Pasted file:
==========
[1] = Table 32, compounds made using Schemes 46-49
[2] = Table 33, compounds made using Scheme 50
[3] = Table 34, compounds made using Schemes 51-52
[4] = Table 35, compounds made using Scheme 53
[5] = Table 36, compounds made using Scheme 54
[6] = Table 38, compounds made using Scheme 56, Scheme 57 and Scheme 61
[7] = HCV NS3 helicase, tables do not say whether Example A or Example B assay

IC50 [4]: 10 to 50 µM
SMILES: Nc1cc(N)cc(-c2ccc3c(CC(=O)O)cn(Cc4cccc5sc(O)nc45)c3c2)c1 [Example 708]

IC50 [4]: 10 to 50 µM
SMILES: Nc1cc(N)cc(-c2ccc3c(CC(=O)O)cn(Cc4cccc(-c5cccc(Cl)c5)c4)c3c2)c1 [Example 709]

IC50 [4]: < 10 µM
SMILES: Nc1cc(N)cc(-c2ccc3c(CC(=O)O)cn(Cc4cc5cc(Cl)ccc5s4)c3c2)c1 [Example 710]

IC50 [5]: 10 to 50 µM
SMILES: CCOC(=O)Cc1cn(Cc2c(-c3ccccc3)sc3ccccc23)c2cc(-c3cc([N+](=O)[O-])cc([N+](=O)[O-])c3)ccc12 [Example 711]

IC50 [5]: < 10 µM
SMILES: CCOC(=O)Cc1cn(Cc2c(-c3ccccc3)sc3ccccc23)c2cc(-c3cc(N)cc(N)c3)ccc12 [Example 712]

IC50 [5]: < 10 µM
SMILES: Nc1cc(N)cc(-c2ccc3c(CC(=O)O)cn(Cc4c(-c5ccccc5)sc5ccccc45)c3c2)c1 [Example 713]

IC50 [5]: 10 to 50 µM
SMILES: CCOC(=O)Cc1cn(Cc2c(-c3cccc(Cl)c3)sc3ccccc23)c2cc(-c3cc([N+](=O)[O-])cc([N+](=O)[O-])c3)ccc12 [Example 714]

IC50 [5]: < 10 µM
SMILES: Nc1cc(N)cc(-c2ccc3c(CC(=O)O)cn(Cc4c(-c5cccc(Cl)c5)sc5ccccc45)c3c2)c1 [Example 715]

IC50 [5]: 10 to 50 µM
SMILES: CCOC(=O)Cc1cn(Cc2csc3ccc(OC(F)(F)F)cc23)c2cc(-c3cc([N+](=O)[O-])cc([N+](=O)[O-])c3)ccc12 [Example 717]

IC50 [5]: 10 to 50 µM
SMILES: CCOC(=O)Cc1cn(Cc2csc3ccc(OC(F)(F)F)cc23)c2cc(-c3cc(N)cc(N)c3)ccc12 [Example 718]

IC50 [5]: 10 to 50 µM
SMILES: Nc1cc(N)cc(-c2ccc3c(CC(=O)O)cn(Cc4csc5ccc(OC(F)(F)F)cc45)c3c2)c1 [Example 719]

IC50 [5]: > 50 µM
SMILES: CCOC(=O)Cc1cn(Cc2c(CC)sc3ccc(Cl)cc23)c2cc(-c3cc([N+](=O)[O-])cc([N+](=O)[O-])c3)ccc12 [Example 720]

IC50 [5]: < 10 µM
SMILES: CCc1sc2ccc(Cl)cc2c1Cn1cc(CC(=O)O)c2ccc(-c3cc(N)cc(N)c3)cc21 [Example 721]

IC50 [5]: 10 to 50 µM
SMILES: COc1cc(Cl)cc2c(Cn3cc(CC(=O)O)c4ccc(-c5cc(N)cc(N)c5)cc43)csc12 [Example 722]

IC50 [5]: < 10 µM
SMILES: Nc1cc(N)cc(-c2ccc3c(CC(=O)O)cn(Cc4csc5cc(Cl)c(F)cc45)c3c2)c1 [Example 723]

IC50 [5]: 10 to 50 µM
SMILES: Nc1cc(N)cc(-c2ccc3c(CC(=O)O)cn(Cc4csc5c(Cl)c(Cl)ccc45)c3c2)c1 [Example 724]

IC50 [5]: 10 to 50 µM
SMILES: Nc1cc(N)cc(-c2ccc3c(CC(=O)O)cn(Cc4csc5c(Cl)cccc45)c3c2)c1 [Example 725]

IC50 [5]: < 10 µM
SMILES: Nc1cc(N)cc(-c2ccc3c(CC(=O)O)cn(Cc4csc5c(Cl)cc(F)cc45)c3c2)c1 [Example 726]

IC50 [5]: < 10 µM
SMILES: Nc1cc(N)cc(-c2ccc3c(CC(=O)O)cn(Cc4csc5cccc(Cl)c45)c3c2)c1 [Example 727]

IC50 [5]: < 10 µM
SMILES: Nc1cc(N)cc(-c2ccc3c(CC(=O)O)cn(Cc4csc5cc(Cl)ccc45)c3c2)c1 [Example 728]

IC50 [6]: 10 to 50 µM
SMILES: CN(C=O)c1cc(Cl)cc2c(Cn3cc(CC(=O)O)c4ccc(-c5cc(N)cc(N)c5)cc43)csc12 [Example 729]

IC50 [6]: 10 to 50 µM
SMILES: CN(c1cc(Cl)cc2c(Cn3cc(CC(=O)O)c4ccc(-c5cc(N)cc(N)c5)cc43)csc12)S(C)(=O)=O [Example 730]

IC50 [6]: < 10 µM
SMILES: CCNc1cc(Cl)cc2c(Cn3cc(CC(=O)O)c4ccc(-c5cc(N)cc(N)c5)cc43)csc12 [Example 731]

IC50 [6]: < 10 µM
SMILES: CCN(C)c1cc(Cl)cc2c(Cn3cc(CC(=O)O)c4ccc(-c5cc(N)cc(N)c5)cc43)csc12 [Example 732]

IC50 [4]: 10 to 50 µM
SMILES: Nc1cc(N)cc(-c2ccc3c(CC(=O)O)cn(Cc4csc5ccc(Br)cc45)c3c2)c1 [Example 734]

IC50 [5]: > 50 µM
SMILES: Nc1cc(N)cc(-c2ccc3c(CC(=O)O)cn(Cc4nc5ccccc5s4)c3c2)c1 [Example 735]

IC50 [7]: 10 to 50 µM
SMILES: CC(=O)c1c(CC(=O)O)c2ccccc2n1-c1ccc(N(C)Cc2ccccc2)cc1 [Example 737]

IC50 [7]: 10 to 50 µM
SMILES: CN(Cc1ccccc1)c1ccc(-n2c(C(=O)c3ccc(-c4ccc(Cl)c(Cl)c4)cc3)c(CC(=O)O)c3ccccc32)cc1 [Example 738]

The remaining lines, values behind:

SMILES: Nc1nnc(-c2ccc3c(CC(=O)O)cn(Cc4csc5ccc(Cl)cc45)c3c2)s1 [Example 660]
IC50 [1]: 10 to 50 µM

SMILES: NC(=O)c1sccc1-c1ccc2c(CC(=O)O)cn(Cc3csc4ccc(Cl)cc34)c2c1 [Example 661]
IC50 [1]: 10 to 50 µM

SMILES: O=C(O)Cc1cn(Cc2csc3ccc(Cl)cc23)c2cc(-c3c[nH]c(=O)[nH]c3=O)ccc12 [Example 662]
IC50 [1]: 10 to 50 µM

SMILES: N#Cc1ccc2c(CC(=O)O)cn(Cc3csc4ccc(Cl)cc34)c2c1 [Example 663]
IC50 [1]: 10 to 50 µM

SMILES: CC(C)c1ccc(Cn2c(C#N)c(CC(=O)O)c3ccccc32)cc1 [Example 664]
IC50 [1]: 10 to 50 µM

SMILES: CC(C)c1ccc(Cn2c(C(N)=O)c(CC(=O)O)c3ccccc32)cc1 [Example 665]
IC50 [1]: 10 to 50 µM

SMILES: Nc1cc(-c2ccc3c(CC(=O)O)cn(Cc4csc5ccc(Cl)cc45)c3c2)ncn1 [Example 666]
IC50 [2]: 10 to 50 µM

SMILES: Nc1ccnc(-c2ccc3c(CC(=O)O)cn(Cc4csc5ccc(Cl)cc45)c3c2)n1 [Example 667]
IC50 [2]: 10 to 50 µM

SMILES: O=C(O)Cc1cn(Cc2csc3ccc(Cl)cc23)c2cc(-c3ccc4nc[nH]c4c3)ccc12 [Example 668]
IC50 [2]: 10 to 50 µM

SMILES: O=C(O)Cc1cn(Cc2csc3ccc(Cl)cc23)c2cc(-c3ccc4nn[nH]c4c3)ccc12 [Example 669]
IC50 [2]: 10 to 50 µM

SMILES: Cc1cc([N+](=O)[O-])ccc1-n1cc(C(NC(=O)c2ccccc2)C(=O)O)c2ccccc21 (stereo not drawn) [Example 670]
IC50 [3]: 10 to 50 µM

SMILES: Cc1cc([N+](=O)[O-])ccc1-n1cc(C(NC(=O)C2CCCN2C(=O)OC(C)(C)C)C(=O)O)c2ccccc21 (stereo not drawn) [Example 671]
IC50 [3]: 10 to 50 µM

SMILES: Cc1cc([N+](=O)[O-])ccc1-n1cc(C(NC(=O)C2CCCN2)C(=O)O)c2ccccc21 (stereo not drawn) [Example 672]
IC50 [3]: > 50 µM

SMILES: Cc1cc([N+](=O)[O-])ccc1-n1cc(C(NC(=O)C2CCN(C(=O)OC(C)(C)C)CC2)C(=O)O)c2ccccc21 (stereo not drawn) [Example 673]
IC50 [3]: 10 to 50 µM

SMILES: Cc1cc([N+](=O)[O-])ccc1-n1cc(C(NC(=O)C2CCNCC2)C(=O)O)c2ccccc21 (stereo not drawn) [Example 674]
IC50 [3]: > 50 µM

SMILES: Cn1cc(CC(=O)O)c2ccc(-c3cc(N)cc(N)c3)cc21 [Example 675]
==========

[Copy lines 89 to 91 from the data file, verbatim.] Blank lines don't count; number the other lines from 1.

SMILES: Cc1cc([N+](=O)[O-])ccc1-n1cc(C(NC(=O)C2CCCN2)C(=O)O)c2ccccc21 (stereo not drawn) [Example 672]
IC50 [3]: > 50 µM

SMILES: Cc1cc([N+](=O)[O-])ccc1-n1cc(C(NC(=O)C2CCN(C(=O)OC(C)(C)C)CC2)C(=O)O)c2ccccc21 (stereo not drawn) [Example 673]